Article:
At the other end of the awards spectrum from where Ronald Acuna and his Rookie of the Year plaque reside, there you’ll find Brian Snitker, the overnight sensation 40 years in the making.
This baseball awards season the Braves certainly had it all covered, from the 20-year-old Acuna to the 63-year-old Snitker, with a trove of Gold Gloves in between. From the first blush of a phenom to the long overdue reward for a lifetime of mostly thankless service, the stories from the Braves’ 90-win 2017 already are a treasured collection.
You would think all this achievement might add up to something meaningful in Octobers to come, spinning forward. Especially if a few of these postseason awards start going to Braves who throw the ball as well as those who hit and catch. The new National League Manager of the Year seems optimistic: “I kind of feel like the best is yet to come,” Snitker said Tuesday night, as he was accepting his award.
“Everything we went through (in 2018) is going to do nothing but feed us into a good spot going into the 2019 season,” he said.
How could you ever tire of the story of the Braves lifer, bounced around and scapegoated – recycled as he put it, just about as much as the plot of “A Star is Born – who rises most unexpectedly to Manager of the Year?
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What’s more endearing that the story of the common man who does uncommon things? Things, Snitker said Tuesday night, “you dream about but you don’t think happen to guys like me.”
When the last demotion came – he was cast off from coaching third base for the major league team to manage Triple-A Gwinnett in 2014 – Snitker “thought the window had closed, and I was OK with it.
“I was proud of everything I’d done, the effort, the job that I had done for our organization.”
He had been with the Braves since 1977, when as a minor league catcher, he never sipped coffee in the majors. In 1981, Hank Aaron, then overseeing the team’s minor leagues, lured him into coaching a Single-A outfit in Anderson, S.C. He would survive 11 different minor league postings at all levels, and three different stints with the big club. Baseball’s kind of big on the concept of three-strikes-and-you’re-out. So, naturally, the baseball guy saw his window closed.
And, yet, another door opened. He was rushed to the front as interim manager when Fredi Gonzalez was fired in May 2016, with the Braves a 9-28 mess. Funny thing happened. The temp worker at the top just wouldn’t trip up. The players loved playing for him. He had this way of keeping everyone’s oars in the water. Come a new GM and a bunch of fancy new metrics in 2018, the old dog adapted. He put the rookie Acuna at leadoff last season and watched as the Braves feasted off that energy at the top. A 90-loss team the three seasons earlier decided it would win 90 this year; and win a division by eight games.
“When you look at what people thought of the team coming into the season – the youth, the inexperience, the (low) expectations – we had our ups and downs,” that new GM, Alex Anthopoulos, said. “The way he kept it all together, he really managed.
“It’s not just from 7:30 to 10: 30 (game time). There’s a lot more to that job. There were personalities and egos and and things we’re bringing – a lot that goes on, and he kept it all together. And he did it with a smile on his face.”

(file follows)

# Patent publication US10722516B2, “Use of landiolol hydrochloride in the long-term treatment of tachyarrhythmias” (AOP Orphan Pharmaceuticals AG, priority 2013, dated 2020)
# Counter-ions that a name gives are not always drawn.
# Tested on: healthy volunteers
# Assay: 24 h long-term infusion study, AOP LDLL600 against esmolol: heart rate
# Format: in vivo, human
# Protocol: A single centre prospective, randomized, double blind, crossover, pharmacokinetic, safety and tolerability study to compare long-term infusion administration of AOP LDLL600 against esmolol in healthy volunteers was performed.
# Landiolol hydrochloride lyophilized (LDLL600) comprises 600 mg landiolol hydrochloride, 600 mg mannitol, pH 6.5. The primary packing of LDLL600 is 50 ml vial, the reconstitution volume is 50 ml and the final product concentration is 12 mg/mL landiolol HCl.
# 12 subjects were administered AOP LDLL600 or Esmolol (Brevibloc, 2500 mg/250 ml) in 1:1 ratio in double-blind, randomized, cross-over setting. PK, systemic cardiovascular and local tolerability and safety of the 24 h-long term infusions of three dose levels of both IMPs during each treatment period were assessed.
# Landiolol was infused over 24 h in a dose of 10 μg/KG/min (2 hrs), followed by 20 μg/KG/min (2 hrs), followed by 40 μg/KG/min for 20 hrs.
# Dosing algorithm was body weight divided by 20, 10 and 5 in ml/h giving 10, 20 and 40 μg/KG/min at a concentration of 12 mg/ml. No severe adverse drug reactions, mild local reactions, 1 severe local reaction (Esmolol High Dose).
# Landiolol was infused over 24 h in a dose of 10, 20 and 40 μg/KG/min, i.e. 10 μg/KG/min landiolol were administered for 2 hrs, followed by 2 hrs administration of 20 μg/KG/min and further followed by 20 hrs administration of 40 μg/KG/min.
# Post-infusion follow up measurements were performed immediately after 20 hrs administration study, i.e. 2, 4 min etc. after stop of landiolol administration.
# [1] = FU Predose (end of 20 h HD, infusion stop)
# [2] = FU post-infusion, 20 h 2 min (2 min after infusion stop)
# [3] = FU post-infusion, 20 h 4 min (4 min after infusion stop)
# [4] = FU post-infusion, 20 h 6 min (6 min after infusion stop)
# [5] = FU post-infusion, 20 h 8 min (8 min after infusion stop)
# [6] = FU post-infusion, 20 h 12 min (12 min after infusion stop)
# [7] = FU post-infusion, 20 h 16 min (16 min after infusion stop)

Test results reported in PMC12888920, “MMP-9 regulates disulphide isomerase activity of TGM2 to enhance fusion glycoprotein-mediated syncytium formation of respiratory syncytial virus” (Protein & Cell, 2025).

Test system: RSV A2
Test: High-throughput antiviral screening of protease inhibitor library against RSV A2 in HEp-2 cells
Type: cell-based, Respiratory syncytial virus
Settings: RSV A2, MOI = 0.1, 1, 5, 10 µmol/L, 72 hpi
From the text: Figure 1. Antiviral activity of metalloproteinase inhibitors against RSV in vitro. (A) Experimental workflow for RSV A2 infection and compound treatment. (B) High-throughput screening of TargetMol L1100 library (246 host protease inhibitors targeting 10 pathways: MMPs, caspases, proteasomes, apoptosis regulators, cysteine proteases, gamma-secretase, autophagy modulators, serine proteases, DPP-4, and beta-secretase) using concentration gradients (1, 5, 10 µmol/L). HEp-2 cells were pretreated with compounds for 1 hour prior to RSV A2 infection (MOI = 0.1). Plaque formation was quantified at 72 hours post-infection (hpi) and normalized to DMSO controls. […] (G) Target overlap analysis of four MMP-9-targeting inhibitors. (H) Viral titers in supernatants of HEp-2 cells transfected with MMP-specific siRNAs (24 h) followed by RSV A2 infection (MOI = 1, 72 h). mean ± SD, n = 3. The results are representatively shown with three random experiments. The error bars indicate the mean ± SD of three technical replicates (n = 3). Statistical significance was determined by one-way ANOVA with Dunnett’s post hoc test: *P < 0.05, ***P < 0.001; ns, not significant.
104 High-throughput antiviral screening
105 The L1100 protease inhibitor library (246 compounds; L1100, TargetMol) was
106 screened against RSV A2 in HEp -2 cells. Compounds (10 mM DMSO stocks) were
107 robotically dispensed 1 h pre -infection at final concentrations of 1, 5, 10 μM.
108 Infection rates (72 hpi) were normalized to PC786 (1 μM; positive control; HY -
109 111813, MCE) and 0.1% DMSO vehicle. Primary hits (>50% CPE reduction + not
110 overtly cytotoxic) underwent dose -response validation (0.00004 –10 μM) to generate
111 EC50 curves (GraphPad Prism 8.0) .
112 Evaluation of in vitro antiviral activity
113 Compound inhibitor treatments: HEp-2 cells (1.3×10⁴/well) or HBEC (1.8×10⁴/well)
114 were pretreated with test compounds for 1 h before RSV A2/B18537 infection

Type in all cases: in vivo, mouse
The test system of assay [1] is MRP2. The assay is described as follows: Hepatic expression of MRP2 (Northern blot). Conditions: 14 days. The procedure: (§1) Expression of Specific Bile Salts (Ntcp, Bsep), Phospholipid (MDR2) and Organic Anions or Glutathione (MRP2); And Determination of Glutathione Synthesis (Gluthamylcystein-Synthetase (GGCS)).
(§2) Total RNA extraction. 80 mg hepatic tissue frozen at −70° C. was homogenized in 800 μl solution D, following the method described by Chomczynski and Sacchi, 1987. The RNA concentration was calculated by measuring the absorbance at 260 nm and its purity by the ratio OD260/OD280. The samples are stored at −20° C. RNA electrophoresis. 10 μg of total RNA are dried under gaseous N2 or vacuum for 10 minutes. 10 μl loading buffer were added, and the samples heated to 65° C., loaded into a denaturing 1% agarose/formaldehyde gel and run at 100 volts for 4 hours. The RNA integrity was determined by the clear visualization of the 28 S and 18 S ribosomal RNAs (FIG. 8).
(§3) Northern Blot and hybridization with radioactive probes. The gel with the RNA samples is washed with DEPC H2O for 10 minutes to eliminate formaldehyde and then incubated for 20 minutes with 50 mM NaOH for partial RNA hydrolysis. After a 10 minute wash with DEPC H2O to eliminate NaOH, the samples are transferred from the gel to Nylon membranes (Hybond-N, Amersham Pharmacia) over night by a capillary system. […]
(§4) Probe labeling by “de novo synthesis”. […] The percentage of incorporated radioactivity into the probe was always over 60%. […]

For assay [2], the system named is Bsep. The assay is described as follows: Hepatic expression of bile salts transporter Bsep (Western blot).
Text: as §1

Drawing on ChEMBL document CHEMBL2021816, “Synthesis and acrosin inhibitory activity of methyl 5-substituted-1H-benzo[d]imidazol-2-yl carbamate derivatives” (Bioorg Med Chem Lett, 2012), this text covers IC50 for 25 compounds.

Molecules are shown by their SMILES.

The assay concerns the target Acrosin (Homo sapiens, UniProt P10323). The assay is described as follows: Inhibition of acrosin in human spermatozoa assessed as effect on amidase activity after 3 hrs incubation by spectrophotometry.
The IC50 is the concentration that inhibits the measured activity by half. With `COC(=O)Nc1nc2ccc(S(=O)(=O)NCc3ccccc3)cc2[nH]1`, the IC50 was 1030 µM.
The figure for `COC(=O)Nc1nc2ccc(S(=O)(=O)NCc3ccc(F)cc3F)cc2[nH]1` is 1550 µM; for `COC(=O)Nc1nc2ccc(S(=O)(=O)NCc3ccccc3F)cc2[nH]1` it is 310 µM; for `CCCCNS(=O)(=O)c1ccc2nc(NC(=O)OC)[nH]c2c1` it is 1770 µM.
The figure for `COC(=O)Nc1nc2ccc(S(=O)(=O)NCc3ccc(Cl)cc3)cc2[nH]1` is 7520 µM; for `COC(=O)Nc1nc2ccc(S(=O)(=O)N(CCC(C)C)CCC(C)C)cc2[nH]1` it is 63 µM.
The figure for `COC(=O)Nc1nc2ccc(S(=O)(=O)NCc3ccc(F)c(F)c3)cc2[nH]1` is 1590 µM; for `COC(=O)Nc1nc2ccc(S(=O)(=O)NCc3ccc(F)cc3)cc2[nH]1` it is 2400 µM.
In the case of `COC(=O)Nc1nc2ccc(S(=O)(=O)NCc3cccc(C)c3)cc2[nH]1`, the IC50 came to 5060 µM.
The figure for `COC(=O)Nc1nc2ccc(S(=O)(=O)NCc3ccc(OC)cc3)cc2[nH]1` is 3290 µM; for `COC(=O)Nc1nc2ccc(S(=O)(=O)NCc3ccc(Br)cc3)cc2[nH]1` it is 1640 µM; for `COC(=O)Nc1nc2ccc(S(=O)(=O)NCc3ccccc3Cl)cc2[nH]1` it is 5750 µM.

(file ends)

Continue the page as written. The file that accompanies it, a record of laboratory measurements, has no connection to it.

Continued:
As expected, given his regular-guy approach, Snitker couldn’t get the attention off himself quickly enough Tuesday night.
“While I’m honored and blessed to have the award, it’s an organization award. It’s all about what we’ve done as an organization, a combination of a lot of hard work.”
When asked if he could come up with one or two highlights from this year, darn if Snitker didn’t get around to mentioning every starter at every position, the bullpen and four of the starters.
Of his players, he said, “I’m all about those guys. They’re the ones who make it fun to come to the ballpark, they’re why I’m here.”
He gave all due credit to those who ushered him through the decades of baseball, those who taught him how to run a team, most notably former Braves manager Bobby Cox. Appropriately, Cox was right there nearby when Snitker learned he had won Manager of the Year. “He’s raised me in this game. I’ve been raised by Hall of Famers,” Snitker said.
Somewhere, packed away in a box from his last move, are the last two manager of the year awards Snitker had won. Both when he was with Single-A Myrtle Beach, in 1999 and 2000.
“There were some really good memories in those,” he said. “I remember when I got those, I felt the same way as now – I’m doing this because of the players.”
Between Toronto and the Braves, Cox has four Manager of the Year awards of the major league variety. The 63-year-old Snitker was asked if he’d like to try to catch his mentor. Just three more, and it only took better than 35 years on the bench to win his first.
“I’d like to try,” he laughed. “I hope I have that opportunity to do that. ... If you’re getting these that means things are happening the way you want them to happen. Your organization is growing, your players are progressing, you’re doing all things right.”
Snitker has a Kansas bird-hunting trip coming up, but his mind is already on Florida. “Get a couple more good nights of sleep and I’m ready for spring training,” he said.
“I’m going to go as long as I can.”